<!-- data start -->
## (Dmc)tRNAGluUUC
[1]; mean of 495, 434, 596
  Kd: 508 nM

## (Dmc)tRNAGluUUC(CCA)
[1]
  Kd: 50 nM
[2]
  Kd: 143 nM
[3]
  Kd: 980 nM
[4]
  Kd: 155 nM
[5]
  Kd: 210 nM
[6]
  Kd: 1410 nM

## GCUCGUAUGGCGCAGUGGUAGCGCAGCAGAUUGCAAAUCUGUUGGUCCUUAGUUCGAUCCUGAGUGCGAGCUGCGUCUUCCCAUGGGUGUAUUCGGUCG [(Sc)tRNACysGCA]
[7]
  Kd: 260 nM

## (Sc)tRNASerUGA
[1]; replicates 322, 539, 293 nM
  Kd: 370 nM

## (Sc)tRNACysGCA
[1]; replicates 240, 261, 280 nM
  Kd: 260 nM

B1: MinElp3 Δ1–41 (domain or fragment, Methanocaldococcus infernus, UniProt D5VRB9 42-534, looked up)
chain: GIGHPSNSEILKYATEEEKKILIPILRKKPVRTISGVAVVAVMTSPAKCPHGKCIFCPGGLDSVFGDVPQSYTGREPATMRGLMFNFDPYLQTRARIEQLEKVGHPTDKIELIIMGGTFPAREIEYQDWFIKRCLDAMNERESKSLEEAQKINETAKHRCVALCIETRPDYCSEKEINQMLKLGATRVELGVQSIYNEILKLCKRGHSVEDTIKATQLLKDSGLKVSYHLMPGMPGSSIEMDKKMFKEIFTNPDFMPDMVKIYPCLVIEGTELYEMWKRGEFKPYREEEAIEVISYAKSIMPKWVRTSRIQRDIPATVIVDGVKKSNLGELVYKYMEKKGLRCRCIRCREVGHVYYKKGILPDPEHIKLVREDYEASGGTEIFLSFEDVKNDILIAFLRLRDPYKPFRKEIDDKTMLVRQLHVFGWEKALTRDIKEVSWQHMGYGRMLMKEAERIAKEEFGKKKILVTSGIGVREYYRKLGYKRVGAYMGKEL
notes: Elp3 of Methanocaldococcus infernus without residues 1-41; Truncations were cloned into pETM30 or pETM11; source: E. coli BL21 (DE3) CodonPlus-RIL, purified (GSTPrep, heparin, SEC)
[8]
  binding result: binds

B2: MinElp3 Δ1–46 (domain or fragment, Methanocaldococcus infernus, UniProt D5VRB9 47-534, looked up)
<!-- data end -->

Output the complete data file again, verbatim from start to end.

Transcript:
## (Dmc)tRNAGluUUC
[1]; mean of 495, 434, 596
  Kd: 508 nM

## (Dmc)tRNAGluUUC(CCA)
[1]
  Kd: 50 nM
[2]
  Kd: 143 nM
[3]
  Kd: 980 nM
[4]
  Kd: 155 nM
[5]
  Kd: 210 nM
[6]
  Kd: 1410 nM

## GCUCGUAUGGCGCAGUGGUAGCGCAGCAGAUUGCAAAUCUGUUGGUCCUUAGUUCGAUCCUGAGUGCGAGCUGCGUCUUCCCAUGGGUGUAUUCGGUCG [(Sc)tRNACysGCA]
[7]
  Kd: 260 nM

## (Sc)tRNASerUGA
[1]; replicates 322, 539, 293 nM
  Kd: 370 nM

## (Sc)tRNACysGCA
[1]; replicates 240, 261, 280 nM
  Kd: 260 nM

B1: MinElp3 Δ1–41 (domain or fragment, Methanocaldococcus infernus, UniProt D5VRB9 42-534, looked up)
chain: GIGHPSNSEILKYATEEEKKILIPILRKKPVRTISGVAVVAVMTSPAKCPHGKCIFCPGGLDSVFGDVPQSYTGREPATMRGLMFNFDPYLQTRARIEQLEKVGHPTDKIELIIMGGTFPAREIEYQDWFIKRCLDAMNERESKSLEEAQKINETAKHRCVALCIETRPDYCSEKEINQMLKLGATRVELGVQSIYNEILKLCKRGHSVEDTIKATQLLKDSGLKVSYHLMPGMPGSSIEMDKKMFKEIFTNPDFMPDMVKIYPCLVIEGTELYEMWKRGEFKPYREEEAIEVISYAKSIMPKWVRTSRIQRDIPATVIVDGVKKSNLGELVYKYMEKKGLRCRCIRCREVGHVYYKKGILPDPEHIKLVREDYEASGGTEIFLSFEDVKNDILIAFLRLRDPYKPFRKEIDDKTMLVRQLHVFGWEKALTRDIKEVSWQHMGYGRMLMKEAERIAKEEFGKKKILVTSGIGVREYYRKLGYKRVGAYMGKEL
notes: Elp3 of Methanocaldococcus infernus without residues 1-41; Truncations were cloned into pETM30 or pETM11; source: E. coli BL21 (DE3) CodonPlus-RIL, purified (GSTPrep, heparin, SEC)
[8]
  binding result: binds

B2: MinElp3 Δ1–46 (domain or fragment, Methanocaldococcus infernus, UniProt D5VRB9 47-534, looked up)